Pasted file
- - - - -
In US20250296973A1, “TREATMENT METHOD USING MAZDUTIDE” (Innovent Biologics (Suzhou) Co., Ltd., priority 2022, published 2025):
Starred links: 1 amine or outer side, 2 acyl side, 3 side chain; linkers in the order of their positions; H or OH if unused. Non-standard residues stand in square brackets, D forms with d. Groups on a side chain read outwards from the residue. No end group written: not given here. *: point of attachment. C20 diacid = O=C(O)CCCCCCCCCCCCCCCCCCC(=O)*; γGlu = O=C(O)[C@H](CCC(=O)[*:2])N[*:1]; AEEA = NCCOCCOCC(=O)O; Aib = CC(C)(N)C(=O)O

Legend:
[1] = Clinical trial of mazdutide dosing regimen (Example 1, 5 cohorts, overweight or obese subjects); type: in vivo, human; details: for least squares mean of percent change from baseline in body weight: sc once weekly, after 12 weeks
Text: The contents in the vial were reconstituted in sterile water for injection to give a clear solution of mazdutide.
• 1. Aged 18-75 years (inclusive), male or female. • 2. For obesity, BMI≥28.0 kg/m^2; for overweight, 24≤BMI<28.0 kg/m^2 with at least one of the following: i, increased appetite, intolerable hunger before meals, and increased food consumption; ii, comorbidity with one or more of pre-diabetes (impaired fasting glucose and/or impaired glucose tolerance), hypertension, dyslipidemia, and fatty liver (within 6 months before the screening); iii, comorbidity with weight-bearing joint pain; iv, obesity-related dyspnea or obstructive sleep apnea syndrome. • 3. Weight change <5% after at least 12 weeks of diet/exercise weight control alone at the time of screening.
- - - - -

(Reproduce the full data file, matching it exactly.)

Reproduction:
In US20250296973A1, “TREATMENT METHOD USING MAZDUTIDE” (Innovent Biologics (Suzhou) Co., Ltd., priority 2022, published 2025):
Starred links: 1 amine or outer side, 2 acyl side, 3 side chain; linkers in the order of their positions; H or OH if unused. Non-standard residues stand in square brackets, D forms with d. Groups on a side chain read outwards from the residue. No end group written: not given here. *: point of attachment. C20 diacid = O=C(O)CCCCCCCCCCCCCCCCCCC(=O)*; γGlu = O=C(O)[C@H](CCC(=O)[*:2])N[*:1]; AEEA = NCCOCCOCC(=O)O; Aib = CC(C)(N)C(=O)O

Legend:
[1] = Clinical trial of mazdutide dosing regimen (Example 1, 5 cohorts, overweight or obese subjects); type: in vivo, human; details: for least squares mean of percent change from baseline in body weight: sc once weekly, after 12 weeks
Text: The contents in the vial were reconstituted in sterile water for injection to give a clear solution of mazdutide.
• 1. Aged 18-75 years (inclusive), male or female. • 2. For obesity, BMI≥28.0 kg/m^2; for overweight, 24≤BMI<28.0 kg/m^2 with at least one of the following: i, increased appetite, intolerable hunger before meals, and increased food consumption; ii, comorbidity with one or more of pre-diabetes (impaired fasting glucose and/or impaired glucose tolerance), hypertension, dyslipidemia, and fatty liver (within 6 months before the screening); iii, comorbidity with weight-bearing joint pain; iv, obesity-related dyspnea or obstructive sleep apnea syndrome. • 3. Weight change <5% after at least 12 weeks of diet/exercise weight control alone at the time of screening.